a cost that they then pass along
to businesses and consumers,

through higher rates on things
like mortgages and credit cards.

And the higher the interest rates,

the less inclined people
and businesses will be to borrow,

and the more inclined
they'll be to save.

The Fed can indirectly influence
how much people are spending.

So, when it comes to the demand
side of the economy,

they have some real power here.

And the fact is,
in this current crisis,

it did arguably take too long
for the Fed to raise interest rates.

That's something that
its chairman, Jerome Powell,

basically admitted at
a congressional hearing in March.

Just listen to him explain
that the Fed initially saw early signs

of inflation as being due to a temporary
supply shock

that would simply resolve itself.

What the textbook says is
the shock's going to come

and it's going to go,
and you shouldn't react to it.

Hindsight says we should have
moved earlier,

and that turned out to be wrong.
Not maybe conceptually wrong.

But it's just taking so much longer for
the supply side to heal than we thought.

Yeah, he's right. The standard textbook
of economics says

that if there is a supply shock,
you let it resolve itself organically.

Unfortunately, and in fairness
to the Fed,

the pandemic
was totally unprecedented,

so the standard textbook
just didn't apply.

In fact, the only textbook applicable
to this situation was:

"Fuck, Fuck, the Whole World
Shut Down!"

"What Do We Do?
God! Fuck, Fuck, Fuck!"

And it's not like the Fed was
alone in calling this wrong.

Most economists thought
inflation would go away on its own.

And some of the loudest voices
on Wall Street were arguing

against the Fed raising interest rates,

because they, too, thought that
inflation would be transitory.

For instance, here's Jim Cramer,
the answer to the question,

"What if a garbage can full of cocaine
and business school pamphlets"

"wished to be a real boy?"

making that very argument
in November of last year.

I don't think Powell needs to slam
the brakes on the economy.

Despite what you hear from
the inflationistas in the media,

the weight of the evidence
is finally going Powell's way.

Team transitory is going to win!
I say stop freaking about inflation.

Setting aside the fact that he's
speaking with an intensity level

best described as "Patti LuPone
admonishing a rude audience member",

it's pretty clear that this clip,
much like Jim Cramer himself,

has not aged very well.

Because here he was just six months
later, doing a full 180,

with a very different tone.

I think that Powell may not understand.
We gotta break this,

we've gotta break it now,

because this was the week
we realized that it is just inflamed

and it is not going away.

I was shocked.

I just didn't know that it was
as bad as it is. It's in every aisle.

The inflation's in every aisle.

That was a pretty dramatic turnaround.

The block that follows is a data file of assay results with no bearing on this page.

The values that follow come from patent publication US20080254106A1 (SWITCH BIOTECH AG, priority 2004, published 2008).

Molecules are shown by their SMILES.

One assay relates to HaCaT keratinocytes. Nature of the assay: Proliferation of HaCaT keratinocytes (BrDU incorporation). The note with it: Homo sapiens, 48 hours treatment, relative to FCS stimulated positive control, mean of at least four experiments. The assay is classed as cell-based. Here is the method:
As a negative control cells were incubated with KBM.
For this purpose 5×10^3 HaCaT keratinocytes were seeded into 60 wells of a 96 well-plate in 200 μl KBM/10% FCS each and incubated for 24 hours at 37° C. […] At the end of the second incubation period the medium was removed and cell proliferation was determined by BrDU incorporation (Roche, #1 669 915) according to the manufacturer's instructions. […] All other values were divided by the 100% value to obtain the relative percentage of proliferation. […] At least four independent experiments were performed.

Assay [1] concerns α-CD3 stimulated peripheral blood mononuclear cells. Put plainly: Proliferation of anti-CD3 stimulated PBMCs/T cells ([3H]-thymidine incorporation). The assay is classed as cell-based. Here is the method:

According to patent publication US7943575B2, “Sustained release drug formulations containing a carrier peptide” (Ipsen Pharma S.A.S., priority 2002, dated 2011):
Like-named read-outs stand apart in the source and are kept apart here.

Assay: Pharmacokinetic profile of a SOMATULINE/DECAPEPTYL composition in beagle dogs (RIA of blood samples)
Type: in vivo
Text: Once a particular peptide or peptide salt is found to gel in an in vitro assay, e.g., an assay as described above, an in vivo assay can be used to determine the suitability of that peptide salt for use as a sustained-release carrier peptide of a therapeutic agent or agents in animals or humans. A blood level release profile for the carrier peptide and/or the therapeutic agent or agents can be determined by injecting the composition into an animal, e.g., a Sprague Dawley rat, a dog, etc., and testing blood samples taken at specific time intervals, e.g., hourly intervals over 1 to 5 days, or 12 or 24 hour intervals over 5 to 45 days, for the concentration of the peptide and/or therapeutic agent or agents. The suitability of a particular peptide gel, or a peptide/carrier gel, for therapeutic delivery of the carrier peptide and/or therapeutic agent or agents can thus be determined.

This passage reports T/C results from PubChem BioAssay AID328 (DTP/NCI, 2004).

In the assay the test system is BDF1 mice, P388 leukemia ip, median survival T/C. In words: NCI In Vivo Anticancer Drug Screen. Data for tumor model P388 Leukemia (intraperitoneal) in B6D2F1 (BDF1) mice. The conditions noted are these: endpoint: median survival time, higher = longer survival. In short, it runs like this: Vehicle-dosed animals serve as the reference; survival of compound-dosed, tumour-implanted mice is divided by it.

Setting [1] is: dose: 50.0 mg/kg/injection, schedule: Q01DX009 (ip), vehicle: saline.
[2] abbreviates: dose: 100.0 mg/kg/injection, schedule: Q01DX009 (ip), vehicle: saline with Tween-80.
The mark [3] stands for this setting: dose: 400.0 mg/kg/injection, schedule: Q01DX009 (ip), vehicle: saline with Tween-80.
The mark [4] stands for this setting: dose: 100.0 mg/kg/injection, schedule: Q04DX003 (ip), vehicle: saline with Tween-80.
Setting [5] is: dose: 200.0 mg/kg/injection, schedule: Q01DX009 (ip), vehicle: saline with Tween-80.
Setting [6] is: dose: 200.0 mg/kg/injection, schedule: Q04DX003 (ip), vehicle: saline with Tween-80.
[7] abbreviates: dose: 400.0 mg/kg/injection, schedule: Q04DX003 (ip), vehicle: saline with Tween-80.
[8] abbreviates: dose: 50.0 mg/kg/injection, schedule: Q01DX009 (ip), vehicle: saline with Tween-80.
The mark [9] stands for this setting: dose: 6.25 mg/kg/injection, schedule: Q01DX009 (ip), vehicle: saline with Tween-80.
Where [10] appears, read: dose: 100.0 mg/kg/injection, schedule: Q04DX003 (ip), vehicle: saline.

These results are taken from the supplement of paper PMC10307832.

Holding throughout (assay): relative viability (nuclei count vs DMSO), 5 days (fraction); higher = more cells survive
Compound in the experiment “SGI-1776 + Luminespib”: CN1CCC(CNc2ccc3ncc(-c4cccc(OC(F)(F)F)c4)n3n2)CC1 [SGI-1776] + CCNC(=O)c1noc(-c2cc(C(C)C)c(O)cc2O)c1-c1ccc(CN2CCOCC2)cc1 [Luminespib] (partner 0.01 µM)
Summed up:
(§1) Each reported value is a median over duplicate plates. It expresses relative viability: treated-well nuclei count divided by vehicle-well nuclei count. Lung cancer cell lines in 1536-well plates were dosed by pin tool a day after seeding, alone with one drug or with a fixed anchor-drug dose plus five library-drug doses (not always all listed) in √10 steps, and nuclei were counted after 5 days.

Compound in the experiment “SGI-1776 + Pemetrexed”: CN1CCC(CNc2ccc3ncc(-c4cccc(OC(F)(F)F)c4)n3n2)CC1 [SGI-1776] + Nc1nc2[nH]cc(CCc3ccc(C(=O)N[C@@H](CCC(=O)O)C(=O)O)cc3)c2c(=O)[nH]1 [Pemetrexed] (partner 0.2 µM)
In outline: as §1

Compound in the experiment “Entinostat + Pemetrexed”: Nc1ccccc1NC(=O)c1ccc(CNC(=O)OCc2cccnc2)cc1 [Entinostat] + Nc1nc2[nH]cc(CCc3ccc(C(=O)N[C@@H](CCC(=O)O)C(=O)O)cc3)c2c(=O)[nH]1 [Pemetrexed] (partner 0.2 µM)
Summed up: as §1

He went from loudly unconcerned
about rising prices

to full-blown inflationista
in a matter of months.

What exactly is going on
with this expression right here?

That is not the face you make when
you're concerned about inflation.

That's the face you make when
you're watching a giraffe give birth.

The fact is, a lot of smart people,
and Jim Cramer,

read this situation wrong.

And there isn't really a roadmap
for what to do next.

As one Wall Street Journal columnist
has said,

"Economic models that worked
for decades broke down"

"during the pandemic, and alternatives
have yet to emerge."

Now, one thing that would really help
is if we knew the extent to which

this is a supply
or a demand problem.

If it's more about too much money
or not enough stuff.

Because if it is too much money,
the Fed can impact that pretty easily.

What they'd want to do is raise
interest rates significantly enough

to curb spending and slow growth,

but not so aggressively that it would
then trigger a painful recession.

But if it's about not
enough stuff instead,

if the major issues are things
like supply chain disruptions,

the effect the Fed can have
is drastically reduced.

Because the Fed can't stop the war
in Ukraine,

or open factories in China
that are closed due to Covid.

I suppose Jerome Powell could lead
an army of economists into Luhansk,

but I'm not sure anyone wants
to see that,

and historically, that hasn't
been the Fed's role.

So, the question of whether inflation
is caused more by supply

or demand basically determines
how much influence

the Fed has to improve things.

Unfortunately, even economists
don't really agree

on which is the bigger driver here.

Meaning the truth is inflation
may not be fully within our control.

Which isn't to say that Biden hasn't
been out there promising to combat it

and showing empathy
for Americans who are struggling,

sometimes in the
weirdest way possible.

I want every American to know that
I'm taking inflation very seriously,

and it's my top domestic priority.

I know you gotta be frustrated.
I know. I can taste it.

No, no, no, no, no!
Never say that again!

That may have been the single grossest
thing I've ever heard come out

of Joe Biden's mouth,
and that is saying a lot,

cause I've heard the stuff
he used to say in the 1970s.

But to be fair, I do get why
Biden is taking this approach.

Americans view inflation
as the top problem facing the US

ahead of the midterm elections,

ahead of every other calamity facing
the country, including Ezra Miller.

And there is an argument
for trying to raise public confidence.

Once an inflationary cycle starts,

simply the expectation of it
can keep inflation going.

For instance,
as the cost of living rises,

workers might demand